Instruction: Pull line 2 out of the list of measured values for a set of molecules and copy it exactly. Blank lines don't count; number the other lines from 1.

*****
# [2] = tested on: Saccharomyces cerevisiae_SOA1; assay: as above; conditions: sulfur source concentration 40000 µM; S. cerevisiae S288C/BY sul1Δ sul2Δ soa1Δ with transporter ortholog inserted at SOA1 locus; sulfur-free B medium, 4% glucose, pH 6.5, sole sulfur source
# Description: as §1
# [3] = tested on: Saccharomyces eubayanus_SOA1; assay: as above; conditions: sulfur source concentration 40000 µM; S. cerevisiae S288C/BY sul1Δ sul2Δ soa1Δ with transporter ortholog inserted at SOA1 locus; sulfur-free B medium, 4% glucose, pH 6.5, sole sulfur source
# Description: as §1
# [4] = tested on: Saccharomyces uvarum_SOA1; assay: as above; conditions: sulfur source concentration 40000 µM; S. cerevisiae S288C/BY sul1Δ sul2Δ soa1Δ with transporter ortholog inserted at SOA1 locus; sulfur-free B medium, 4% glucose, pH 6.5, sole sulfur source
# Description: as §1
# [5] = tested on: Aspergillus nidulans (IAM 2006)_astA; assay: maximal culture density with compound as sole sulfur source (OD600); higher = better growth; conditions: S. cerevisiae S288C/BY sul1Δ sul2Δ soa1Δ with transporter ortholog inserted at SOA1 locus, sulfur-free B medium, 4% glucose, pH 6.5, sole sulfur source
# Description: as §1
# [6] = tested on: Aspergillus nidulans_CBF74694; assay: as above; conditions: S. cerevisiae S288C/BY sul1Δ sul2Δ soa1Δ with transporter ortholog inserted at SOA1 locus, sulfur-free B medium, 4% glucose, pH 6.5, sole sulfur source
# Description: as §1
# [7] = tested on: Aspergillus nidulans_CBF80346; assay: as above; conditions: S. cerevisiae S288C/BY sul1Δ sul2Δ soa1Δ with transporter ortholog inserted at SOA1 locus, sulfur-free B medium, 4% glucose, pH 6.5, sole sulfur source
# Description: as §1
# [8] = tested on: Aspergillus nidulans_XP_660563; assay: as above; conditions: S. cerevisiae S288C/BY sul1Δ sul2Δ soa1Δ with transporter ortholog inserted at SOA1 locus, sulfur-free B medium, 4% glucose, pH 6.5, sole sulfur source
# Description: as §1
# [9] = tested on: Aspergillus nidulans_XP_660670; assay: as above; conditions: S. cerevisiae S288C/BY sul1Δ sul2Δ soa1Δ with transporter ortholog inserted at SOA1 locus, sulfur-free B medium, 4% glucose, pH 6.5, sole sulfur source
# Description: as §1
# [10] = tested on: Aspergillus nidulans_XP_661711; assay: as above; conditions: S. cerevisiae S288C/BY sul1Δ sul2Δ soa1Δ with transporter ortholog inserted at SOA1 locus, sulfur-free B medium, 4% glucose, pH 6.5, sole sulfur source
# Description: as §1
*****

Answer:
# Description: as §1